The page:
The Women's Health Resource Center
High Risk Pregnancy
Most pregnancies proceed normally, but some require special care. Sometimes these special circumstances are known in advance of pregnancy, such as medical problems. Frequently they are discovered during prenatal testing or during the course of pregnancy. We offer a comprehensive program through our prenatal services for prenatal diagnosis, antepartum testing and all issues surrounding high-risk pregnancy.
Read more about our high-risk pregnancy services
About 10 percent of all pregnancies are high-risk, where the mother, baby or both are considered at higher-than-average risk for complications. These problems could be caused by a health condition the mother had before she was pregnant, during pregnancy or at delivery. Most problems occur with women who have known risks, but not all problems can be predicted. In most cases, complications during pregnancy still result in a healthy baby and mom. But acknowledging the stress couples face and seeking support can make a high-risk pregnancy easier.
Ask you health care provider for detailed information about your condition, the risks and the outcomes. Also focus on milestones in the pregnancy, such as when risks of preterm labor may be reduced, or when couples can get a clearer picture of what they face from tests such as amniocentesis to assess genetic defects.
Circumstances and conditions for which you should seek special care in advance of pregnancy include:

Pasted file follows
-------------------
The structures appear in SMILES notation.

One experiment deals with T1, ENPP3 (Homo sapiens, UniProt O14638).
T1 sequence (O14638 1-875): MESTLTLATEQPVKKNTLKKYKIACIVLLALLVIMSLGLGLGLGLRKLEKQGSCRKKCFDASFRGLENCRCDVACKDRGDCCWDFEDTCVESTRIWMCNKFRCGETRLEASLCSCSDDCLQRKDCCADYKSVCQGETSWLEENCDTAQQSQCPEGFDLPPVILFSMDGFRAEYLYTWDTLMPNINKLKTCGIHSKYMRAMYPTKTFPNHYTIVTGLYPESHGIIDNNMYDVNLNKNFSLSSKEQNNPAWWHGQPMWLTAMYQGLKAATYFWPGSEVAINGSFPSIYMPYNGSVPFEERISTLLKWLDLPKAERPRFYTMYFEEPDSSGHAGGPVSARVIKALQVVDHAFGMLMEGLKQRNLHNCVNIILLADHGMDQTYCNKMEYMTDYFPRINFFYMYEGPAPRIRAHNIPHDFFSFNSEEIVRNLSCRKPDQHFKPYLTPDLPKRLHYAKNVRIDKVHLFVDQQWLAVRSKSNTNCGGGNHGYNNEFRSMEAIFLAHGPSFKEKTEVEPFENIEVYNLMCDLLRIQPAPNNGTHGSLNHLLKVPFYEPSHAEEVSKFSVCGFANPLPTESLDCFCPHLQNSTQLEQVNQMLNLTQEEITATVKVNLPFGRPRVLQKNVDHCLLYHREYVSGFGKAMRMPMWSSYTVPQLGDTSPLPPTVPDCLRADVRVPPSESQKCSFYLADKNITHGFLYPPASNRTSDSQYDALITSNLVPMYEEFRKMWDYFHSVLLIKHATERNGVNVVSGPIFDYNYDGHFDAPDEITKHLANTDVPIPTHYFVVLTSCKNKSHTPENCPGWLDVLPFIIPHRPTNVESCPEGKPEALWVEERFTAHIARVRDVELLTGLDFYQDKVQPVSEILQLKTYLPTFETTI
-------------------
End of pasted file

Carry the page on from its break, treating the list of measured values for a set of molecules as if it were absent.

- High blood pressure
- Pregnancy before age 18 or after age 34
- History of miscarriage, stillbirth or pre-term birth
- Family history of genetic disorders
- Exposure to drugs, x-rays or other harmful agents
- Extreme over or underweight
- Positive blood test for any sexually transmitted disease such as HIV
What you can do to help ensure the birth of a health baby:
- Seek pre-pregnancy counseling from your health care provider to identify any risks or problems becoming pregnant. Discuss your medical, reproductive, and family history.
- Seek genetic counseling if there is a history of genetic disorder or if you are over age 34.
- See your health care provider as soon as you become pregnant for regular prenatal care.
- Avoid smoking, alcohol and any type of medication or drug unless prescribed by your physician.
- Avoid chemicals in the workplace and at home.
- Avoid high temperatures, including hot baths, saunas or hot tubs.